Which Operating System

grebeman

Old Codgers Group
My own recommendation would be Linux Mint, the 19.2 version has just been released. Distribution Release: Linux Mint 19.2 (DistroWatch.com News) I find it very straightforward and things like permissions just seem to be taken care of behind the scenes so I find it the easiest distro to work with and very easy for a former windows user to adapt to. The installation process is also very straightforward. I would go for the cinnamon desktop edition, that's more memory intensive but I find it again the best to use.

Barrie
 

MoonMind

Hall of Famer
Dec 29, 2013
Switzerland
Matt
Ubuntu MATE is a good choice, as is Mint. However, depending on the hardware, Ubuntu MATE may perform better than Mint. Xubuntu is a good choice if you want to run a full-featured system on lower-spec hardware. If you want something really attractive, look into elementary as well ...

I use a modded Ubuntu with Cinnamon on top - Mint proper is a bit more streamlined, but Cinnamon is still pretty resource-hungry. I personally prefer the Debian/Ubuntu approach because that's what I've been using since 2002 (I still prefer Synaptic to any of the App and Software stores), but, like @merlin, really dislike Unity. However, some of the tablet crowd might even prefer ist.

Overall, honestly, I don't think that you can go wrong with Mint as long as it runs smoothly on the machine in question. Ubuntu lets you choose your poison - but that goes beyond simplicity pretty quickly. And elementary is slim and elegant - but a bit more limited.

M.
 

rayvonn

Hall of Famer
Jan 19, 2015
I've been a Mac user for 20 or so years, but will likely change to a Linux system when it eventually brakes, so this is thread is extremely useful. I suppose another question would be which laptop maker is best suited to run Linux. Any ideas on that?
 

grebeman

Old Codgers Group
I suppose another question would be which laptop maker is best suited to run Linux. Any ideas on that?
I tend to use secondhand laptops usually bought with no operating system on them. I have Mint running on a Lenovo R61 which like most of my cameras is now long in the tooth. It only has 2Gb of memory but Mint runs on it without complaining although I'm not using for intensive work. There are web sites which list Linux hardware compatibility but most kit on them seems to be very out of date in my experience. There have been one or two companies offering new laptops with a Linux system pre-installed, mostly Ubuntu I think, but I wonder if they run into trouble if they also offer Windows machines, Microsoft are probably not impressed with that idea.

You might have problems with Linux in general if you're used to using high end photographic inkjet printers. I only print in monochrome and use a run of the mill HP Officejet 7110 which reports it's own ink levels for example, it can be a problem in Linux to get ink level reports and using some of the Epson built in applications might also be problematic. You'll need advice from someone with better knowledge on that score than I possess.

Barrie
 

rayvonn

Hall of Famer
Jan 19, 2015
I tend to use secondhand laptops usually bought with no operating system on them. I have Mint running on a Lenovo R61 which like most of my cameras is now long in the tooth. It only has 2Gb of memory but Mint runs on it without complaining although I'm not using for intensive work. There are web sites which list Linux hardware compatibility but most kit on them seems to be very out of date in my experience. There have been one or two companies offering new laptops with a Linux system pre-installed, mostly Ubuntu I think, but I wonder if they run into trouble if they also offer Windows machines, Microsoft are probably not impressed with that idea.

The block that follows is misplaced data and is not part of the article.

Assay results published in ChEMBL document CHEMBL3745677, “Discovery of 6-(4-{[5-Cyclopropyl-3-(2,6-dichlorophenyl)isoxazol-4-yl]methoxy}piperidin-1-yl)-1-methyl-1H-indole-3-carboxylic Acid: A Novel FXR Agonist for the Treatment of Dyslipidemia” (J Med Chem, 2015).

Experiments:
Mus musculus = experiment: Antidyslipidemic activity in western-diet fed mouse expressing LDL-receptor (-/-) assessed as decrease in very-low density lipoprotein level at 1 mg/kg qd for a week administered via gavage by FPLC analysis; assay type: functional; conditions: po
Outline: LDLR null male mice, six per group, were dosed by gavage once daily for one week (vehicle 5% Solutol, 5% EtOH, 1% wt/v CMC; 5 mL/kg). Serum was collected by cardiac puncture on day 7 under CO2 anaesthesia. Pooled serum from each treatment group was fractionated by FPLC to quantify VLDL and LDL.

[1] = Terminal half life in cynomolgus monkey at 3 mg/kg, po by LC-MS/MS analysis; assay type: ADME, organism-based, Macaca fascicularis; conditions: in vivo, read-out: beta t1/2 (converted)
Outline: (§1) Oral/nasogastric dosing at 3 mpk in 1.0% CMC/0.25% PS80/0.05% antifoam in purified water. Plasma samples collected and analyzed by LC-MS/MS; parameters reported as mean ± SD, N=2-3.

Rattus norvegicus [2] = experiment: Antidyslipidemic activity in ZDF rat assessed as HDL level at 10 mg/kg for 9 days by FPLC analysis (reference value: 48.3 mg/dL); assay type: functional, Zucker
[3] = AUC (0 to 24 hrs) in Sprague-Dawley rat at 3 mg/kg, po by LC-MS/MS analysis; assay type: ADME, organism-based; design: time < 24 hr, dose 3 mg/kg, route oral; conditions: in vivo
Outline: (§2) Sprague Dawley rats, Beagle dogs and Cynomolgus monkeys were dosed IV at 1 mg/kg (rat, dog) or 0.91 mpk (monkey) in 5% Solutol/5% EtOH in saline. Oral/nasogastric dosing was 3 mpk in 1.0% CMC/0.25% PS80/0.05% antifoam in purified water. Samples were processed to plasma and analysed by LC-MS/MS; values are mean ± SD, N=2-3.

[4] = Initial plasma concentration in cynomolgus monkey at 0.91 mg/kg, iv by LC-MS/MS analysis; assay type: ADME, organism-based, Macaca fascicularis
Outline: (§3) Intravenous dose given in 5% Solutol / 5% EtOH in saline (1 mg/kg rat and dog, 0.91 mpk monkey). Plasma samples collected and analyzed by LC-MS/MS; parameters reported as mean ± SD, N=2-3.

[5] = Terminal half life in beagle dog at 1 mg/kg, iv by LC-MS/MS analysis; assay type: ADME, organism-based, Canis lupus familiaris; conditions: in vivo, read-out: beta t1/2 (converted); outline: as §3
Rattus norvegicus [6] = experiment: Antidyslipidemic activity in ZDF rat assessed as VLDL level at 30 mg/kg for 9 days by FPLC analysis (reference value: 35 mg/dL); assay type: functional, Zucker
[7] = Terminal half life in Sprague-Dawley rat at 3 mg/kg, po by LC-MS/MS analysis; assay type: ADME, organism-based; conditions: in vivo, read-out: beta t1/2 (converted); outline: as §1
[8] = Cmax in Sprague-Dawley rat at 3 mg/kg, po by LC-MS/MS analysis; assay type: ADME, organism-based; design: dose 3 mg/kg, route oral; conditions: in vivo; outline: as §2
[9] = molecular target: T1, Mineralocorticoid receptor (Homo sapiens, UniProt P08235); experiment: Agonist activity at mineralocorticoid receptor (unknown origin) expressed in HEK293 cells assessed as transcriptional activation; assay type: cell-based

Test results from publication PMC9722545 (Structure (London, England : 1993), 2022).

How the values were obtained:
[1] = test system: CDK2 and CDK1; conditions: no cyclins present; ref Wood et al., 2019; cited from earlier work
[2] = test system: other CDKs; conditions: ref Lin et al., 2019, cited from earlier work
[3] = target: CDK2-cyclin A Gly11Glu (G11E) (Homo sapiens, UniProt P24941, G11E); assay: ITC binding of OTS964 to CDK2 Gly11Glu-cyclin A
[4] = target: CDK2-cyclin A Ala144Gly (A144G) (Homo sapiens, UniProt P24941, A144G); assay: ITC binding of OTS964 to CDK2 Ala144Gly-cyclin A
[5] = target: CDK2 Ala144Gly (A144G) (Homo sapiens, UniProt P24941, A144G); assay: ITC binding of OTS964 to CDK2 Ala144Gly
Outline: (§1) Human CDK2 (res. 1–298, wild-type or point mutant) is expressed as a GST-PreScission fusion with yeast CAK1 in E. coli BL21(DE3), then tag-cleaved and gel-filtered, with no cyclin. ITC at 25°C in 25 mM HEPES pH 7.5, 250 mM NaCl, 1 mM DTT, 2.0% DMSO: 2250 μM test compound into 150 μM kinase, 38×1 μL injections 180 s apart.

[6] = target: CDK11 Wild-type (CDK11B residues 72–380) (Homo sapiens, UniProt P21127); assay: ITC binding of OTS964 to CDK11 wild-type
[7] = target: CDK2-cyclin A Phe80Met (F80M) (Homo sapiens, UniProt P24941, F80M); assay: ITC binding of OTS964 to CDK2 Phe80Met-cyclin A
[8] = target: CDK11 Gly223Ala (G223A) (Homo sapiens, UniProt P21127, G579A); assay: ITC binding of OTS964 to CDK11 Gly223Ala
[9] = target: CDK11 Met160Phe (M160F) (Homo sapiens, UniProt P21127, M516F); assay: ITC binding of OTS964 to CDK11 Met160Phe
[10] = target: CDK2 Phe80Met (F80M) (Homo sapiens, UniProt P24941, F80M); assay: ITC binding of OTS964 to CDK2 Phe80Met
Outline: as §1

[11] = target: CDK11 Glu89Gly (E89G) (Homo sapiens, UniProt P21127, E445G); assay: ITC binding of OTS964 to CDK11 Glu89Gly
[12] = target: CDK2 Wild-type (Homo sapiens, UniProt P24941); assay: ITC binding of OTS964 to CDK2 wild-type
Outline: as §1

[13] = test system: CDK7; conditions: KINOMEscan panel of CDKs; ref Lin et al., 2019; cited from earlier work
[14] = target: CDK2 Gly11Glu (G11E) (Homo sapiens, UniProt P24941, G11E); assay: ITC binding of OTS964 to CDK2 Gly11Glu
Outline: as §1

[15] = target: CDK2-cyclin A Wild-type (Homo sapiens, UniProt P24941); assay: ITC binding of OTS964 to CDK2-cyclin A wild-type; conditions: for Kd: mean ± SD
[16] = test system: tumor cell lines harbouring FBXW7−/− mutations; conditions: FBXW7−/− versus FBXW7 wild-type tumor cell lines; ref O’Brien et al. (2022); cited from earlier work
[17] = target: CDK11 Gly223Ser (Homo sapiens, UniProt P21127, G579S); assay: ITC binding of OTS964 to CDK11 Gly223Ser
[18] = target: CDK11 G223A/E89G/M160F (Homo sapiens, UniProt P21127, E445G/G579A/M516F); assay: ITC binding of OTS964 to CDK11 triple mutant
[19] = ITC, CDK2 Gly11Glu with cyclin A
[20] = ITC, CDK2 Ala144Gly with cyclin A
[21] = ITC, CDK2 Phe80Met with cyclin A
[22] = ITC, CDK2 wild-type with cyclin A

You might have problems with Linux in general if you're used to using high end photographic inkjet printers. I only print in monochrome and use a run of the mill HP Officejet 7110 which reports it's own ink levels for example, it can be a problem in Linux to get ink level reports and using some of the Epson built in applications might also be problematic. You'll need advice from someone with better knowledge on that score than I possess.

Barrie
Appreciated, thanks. I vaguely recall Dell selling some laptops pre-installed with Linux.
 

MoonMind

Hall of Famer
Dec 29, 2013
Switzerland
Matt
I've been a Mac user for 20 or so years, but will likely change to a Linux system when it eventually brakes, so this is thread is extremely useful. I suppose another question would be which laptop maker is best suited to run Linux. Any ideas on that?
I'm basically with @grebeman - if you use slightly dated machines, compatibility issues ... aren't, usually. As for new machines, as long as they don't run any fancy SoCs ("fancy" meaning extremely exotic and/or cheap), you'll probably be fine.

As for brands, well, YMMV. I usually end up with whatever has sufficient specs; the only thing I tend to splurge on somewhat is RAM (and maybe a non-Atom and non-Celeron CPU) - I try to go for 8GB, but 4GB is okay. Number of cores doesn't matter, though screen does (FHD or better, IPS) - because of post processing.

Brands I have been sufficiently happy with in the past: Lenovo (Thinkpads!), Acer (even cheap ones are well made and often well spec'd for the price) and also Asus, but they tend to be bleeding edge if you buy new - so GNU/Linux support can be a problem.

For example, the Acer Swift 1 that replaced my cracked Lenovo Thinkpad (2013!) and my flaky 14" Chromebook (another Acer - oops ...) has a low midrange CPU (a N5000 Pentium) and runs GNU/Linux live systems just fine. It's got a nice enough FHD IPS screen, is made mostly of aluminium and has 8GB of RAM and a 256GB SSD (and none of those pesky eMMCs, either!). For a new laptop, it wasn't that expensive, and for something I keep isolated from my work stuff, it's mostly fine. That was the whole point of the Chromebooks when I started that experiment - a dedicated, relatively frugal system that nevertheless was up to the things I usually do for myself; and I quite liked their performance, too. Too bad about "planned obsolescence". At the moment, the Acer is running Windows 10 because some camera-related software doesn't run (well or at all) on GNU/Linux systems. But 256GB are plenty to run both OSes side-by-side (though I'd recommend 500GB for this). The Swift 1 will most probably end up as a GNU/Linux system - as soon as I have secured access to all tools/functions/apps I want.

Good luck with the experiment; after nearly 17 years, no regrets from me (even though Windows 10 is a far more usable system than anything M$ brought out before).

M.
 
Jan 31, 2011
Newcastle, Australia
Sue